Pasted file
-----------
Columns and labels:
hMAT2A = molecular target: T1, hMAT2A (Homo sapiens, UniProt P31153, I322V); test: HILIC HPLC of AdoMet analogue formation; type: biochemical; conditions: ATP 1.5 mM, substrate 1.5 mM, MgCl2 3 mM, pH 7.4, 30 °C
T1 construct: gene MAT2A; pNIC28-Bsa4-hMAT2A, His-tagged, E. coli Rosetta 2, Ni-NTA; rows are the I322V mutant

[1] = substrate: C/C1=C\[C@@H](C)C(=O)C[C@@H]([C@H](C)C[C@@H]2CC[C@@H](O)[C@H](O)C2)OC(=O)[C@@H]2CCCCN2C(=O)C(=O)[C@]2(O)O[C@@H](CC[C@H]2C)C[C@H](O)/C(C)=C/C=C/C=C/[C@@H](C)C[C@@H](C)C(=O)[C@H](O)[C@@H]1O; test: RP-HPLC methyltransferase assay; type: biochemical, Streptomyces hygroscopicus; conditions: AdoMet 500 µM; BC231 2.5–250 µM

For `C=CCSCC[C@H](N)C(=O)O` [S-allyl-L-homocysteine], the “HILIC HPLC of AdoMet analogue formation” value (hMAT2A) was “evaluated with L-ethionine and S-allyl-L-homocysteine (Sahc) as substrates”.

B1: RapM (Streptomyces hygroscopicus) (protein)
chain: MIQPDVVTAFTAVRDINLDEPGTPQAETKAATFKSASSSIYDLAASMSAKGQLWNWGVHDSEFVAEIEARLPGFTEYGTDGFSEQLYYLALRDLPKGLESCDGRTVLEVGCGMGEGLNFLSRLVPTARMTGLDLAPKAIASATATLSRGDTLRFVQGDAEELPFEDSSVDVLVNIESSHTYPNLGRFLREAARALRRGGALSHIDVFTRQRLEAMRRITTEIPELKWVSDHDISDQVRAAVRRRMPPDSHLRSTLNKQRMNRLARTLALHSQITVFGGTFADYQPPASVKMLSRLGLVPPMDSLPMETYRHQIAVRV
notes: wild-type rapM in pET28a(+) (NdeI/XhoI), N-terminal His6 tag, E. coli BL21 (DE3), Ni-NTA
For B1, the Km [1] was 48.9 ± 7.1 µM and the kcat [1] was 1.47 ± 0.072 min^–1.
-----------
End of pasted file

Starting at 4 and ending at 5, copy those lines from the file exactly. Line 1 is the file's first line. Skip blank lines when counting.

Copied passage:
[1] = substrate: C/C1=C\[C@@H](C)C(=O)C[C@@H]([C@H](C)C[C@@H]2CC[C@@H](O)[C@H](O)C2)OC(=O)[C@@H]2CCCCN2C(=O)C(=O)[C@]2(O)O[C@@H](CC[C@H]2C)C[C@H](O)/C(C)=C/C=C/C=C/[C@@H](C)C[C@@H](C)C(=O)[C@H](O)[C@@H]1O; test: RP-HPLC methyltransferase assay; type: biochemical, Streptomyces hygroscopicus; conditions: AdoMet 500 µM; BC231 2.5–250 µM

For `C=CCSCC[C@H](N)C(=O)O` [S-allyl-L-homocysteine], the “HILIC HPLC of AdoMet analogue formation” value (hMAT2A) was “evaluated with L-ethionine and S-allyl-L-homocysteine (Sahc) as substrates”.